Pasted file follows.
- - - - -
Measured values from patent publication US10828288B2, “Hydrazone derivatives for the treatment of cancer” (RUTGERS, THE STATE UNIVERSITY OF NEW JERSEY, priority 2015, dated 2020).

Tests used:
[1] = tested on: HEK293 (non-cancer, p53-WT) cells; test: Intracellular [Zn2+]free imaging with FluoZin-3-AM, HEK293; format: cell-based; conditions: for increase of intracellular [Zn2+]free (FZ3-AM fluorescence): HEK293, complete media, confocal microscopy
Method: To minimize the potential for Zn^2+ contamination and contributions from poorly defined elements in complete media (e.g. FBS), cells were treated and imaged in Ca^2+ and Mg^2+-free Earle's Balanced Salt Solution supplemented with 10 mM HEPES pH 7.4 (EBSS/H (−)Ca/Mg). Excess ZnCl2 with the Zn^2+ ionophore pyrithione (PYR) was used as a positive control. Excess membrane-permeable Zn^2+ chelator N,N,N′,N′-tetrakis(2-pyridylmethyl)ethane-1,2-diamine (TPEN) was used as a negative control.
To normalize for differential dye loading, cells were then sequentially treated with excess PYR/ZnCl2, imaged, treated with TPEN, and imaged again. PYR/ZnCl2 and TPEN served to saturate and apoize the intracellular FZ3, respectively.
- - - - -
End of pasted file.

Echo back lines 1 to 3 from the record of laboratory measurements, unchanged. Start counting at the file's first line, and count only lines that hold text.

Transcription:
Measured values from patent publication US10828288B2, “Hydrazone derivatives for the treatment of cancer” (RUTGERS, THE STATE UNIVERSITY OF NEW JERSEY, priority 2015, dated 2020).

Tests used:
[1] = tested on: HEK293 (non-cancer, p53-WT) cells; test: Intracellular [Zn2+]free imaging with FluoZin-3-AM, HEK293; format: cell-based; conditions: for increase of intracellular [Zn2+]free (FZ3-AM fluorescence): HEK293, complete media, confocal microscopy